The day after the terrible outing, Dickson was called in for a meeting with General Manager Jim Frey, Manager Don Zimmer and Pitching Coach Dick Pole. When they told him he was going to Triple A, he wasn’t exactly surprised. He had a 7.24 ERA to go with his three losses.

Nevertheless, Dickson didn’t let the disappointment jar his confidence.

“I made good pitches, and when I made good pitches, I got outs,” he said. “When I got the ball up, I got hit. It wasn’t that different from the minor leagues, although obviously my mistakes got hit a lot harder.

“I didn’t pitch as well as I would have liked, but the way things turned out didn’t faze me at all.”

Though Dickson’s big strikeout totals might suggest he has an overpowering fastball, such is not the case. He dazzles hitters with his curve, slider and change-up.

Asked if his added arm strength might have tacked a few miles per hour onto his fastball, Dickson said, “I would hope it did, but velocity isn’t that important. To me, location and movement are the keys.”

When Dickson reached the major leagues, the breaking pitches seemed to desert him.

Zimmer said, “I heard a lot about his great curveball, but I didn’t see it here.”

Scott Nelson, the Cubs’ assistant director of scouting, said the same thing. However, he defended the unusually quick call-up of Dickson.

“The situation dictated that we give him a crack,” Nelson said. ‘We were in such desperate need and he had been pitching so great. The old rule of thumb in baseball is if a pitcher has a hot hand, it’s almost like he can pitch anywhere. So we figured, ‘Lets get him up here while he’s on a roll.’ ”

Dickson’s lack of success with his curveball in the majors led some observers to speculate that he profited in the minors from the fact that the baseballs used there have higher seams. These people theorize that the higher the seams, the more the ball will break.

“I don’t take offense to that,” Dickson said. ‘I had never heard of anything like that before, and I kind of got a laugh out of it. I didn’t think much about it when I heard it, but I don’t think it could make much difference.

“I want to go to spring training and hopefully throw breaking balls that put an end to that theory.”

A more popular clue to Dickson’s problems with the Cubs is that he had a tired arm after pitching a personal-high 209 innings during the year.

“My arm did feel a little dead,” he said. “I had never pitched continuously so long. But I’ve got to get used to that, because that’s the way it’s going to be from now on.”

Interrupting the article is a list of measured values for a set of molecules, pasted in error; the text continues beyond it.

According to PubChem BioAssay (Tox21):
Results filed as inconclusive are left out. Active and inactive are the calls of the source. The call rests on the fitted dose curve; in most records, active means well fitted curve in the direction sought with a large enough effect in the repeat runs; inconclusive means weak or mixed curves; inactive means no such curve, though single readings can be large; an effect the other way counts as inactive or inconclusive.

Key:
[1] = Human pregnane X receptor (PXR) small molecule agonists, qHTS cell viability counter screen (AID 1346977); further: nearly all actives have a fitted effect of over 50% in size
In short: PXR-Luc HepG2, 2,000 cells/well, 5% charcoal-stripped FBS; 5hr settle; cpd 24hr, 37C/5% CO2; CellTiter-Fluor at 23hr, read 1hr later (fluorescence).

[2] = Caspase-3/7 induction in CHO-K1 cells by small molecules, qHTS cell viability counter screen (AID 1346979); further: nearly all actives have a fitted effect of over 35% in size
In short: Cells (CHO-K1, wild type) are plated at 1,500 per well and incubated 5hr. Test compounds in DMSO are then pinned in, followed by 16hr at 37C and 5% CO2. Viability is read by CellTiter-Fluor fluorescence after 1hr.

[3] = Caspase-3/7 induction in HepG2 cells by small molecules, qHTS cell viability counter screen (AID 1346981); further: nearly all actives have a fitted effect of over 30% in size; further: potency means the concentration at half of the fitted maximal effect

Understandably, Dickson’s whirlwind trip up the minor league ladder mitigated against establishing any lasting friendships.

“It was so different from when I was at Arizona,” he said. “Everybody knew me there. Now I was a new guy wherever I went, and I didn’t get to know anybody very well. But it was fun, and I think I adjusted pretty well.

“I literally lived out of a suitcase. No, actually, I didn’t. I lived out of a duffel bag. I didn’t buy a suitcase until the season was over.”

When Dickson joined the Cubs, veteran pitcher Rick Sutcliffe took the rookie under his wing.

“Sutcliffe was very friendly,” Dickson said. “He was extra helpful to me. I even stayed at his house for three nights. He told me things that made life easier for me.

“Everybody was nice to me, and another player who was very helpful was (catcher) Damon Berryhill. He was at Peoria on rehab, and it was great having a major league catcher to work with.”

Both Sutcliffe and Berryhill are trying to come back from shoulder surgeries that all but wiped out their 1990 seasons. Ironically, Sutcliffe figures to be the man Dickson will have to beat to win a starting job.

“The fifth spot is open,” Dickson said. “Reviews are mixed on Sutcliffe’s chances, but I expect him to make it. In my case, I just have to work hard and see what happens.”

Personal ambitions aside, Dickson feels that the Cubs’ free-agent signings of outfielder George Bell, starter Danny Jackson and reliever Dave Smith (a Poway High School alumnus and Olivenhain resident) have made them strong contenders in the National League East.

“I’m really excited,” Dickson said. “I think with these new guys, we’ve got a chance to do a lot of things. I hope I’m a part of it.”